Id. §§ 404.1520(a)(4)(iv),
Fifth, if the claimant’s RFC as determined in step four will not allow the claimant to
perform past relevant work, then the burden shifts to the Commissioner to prove that there is
other work that the claimant can do, given the claimant’s RFC as determined at step four, age,
education, and work experience. See Hancock v. Astrue, 667 F.3d 470, 472-73 (4th Cir. 2012).
The Commissioner must prove not only that the claimant’s RFC will allow the claimant to make
an adjustment to other work, but also that the other work exists in significant numbers in the
See Walls, 296 F.3d at 290; 20 C.F.R. §§ 404.1520(a)(4)(v),
416.920(a)(4)(v). If the claimant can make an adjustment to other work that exists in significant
numbers in the national economy, then the Commissioner will find that the claimant is not
disabled. If the claimant cannot make an adjustment to other work, then the Commissioner will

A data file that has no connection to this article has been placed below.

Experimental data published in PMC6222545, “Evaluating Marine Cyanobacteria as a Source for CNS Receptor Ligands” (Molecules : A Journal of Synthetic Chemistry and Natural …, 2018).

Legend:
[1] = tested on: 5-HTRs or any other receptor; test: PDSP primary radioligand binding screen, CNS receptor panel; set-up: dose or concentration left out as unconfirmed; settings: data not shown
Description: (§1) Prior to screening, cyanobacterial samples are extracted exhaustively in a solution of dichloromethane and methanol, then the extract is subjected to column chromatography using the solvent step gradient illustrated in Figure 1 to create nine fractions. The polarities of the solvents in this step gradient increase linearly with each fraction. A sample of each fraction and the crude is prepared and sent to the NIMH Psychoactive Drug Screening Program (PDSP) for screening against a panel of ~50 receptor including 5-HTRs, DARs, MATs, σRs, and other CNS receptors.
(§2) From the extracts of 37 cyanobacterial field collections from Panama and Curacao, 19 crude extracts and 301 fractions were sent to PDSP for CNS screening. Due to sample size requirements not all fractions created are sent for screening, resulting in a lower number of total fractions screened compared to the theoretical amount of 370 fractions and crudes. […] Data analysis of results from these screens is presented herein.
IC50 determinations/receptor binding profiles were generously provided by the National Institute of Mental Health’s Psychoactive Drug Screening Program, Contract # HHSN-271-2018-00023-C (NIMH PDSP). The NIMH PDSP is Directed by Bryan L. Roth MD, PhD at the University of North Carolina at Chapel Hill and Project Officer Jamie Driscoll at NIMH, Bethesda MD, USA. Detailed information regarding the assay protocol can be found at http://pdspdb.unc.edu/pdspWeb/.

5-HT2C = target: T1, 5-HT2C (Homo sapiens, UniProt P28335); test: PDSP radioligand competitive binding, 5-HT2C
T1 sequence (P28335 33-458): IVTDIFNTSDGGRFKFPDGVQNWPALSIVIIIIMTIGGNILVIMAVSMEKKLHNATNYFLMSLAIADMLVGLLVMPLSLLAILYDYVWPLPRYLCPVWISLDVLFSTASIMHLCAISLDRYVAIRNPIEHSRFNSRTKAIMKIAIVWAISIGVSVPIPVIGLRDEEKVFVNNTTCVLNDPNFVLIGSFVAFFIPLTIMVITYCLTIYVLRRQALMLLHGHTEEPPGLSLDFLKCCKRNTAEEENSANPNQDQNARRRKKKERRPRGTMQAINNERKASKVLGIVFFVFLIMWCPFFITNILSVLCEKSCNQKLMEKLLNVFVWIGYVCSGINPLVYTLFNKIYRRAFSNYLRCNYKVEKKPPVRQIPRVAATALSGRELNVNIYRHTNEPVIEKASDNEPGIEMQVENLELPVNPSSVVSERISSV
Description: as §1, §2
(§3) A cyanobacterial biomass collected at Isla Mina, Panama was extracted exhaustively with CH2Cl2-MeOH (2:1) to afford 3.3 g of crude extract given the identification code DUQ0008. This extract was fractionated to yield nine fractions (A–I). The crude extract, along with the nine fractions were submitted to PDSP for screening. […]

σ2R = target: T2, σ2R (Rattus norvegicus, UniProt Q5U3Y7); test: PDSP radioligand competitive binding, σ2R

find that the claimant is disabled. 20 C.F.R. §§ 404.1520(a)(4)(v), 416.920(a)(4)(v).
Substantial Evidence Standard
The Court reviews an ALJ’s decision to determine whether the ALJ applied the correct
legal standards and whether the factual findings are supported by substantial evidence. See
Craig v. Chater, 76 F.3d 585, 589 (4th Cir. 1996). In other words, the issue before the Court “is
not whether [Plaintiff] is disabled, but whether the ALJ’s finding that [Plaintiff] is not disabled is
supported by substantial evidence and was reached based upon a correct application of the
relevant law.” Id. The Court’s review is deferential, as “[t]he findings of the Commissioner of
Social Security as to any fact, if supported by substantial evidence, shall be conclusive.” 42
U.S.C. § 405(g). Under this standard, substantial evidence is less than a preponderance but is
enough that a reasonable mind would find it adequate to support the Commissioner’s conclusion.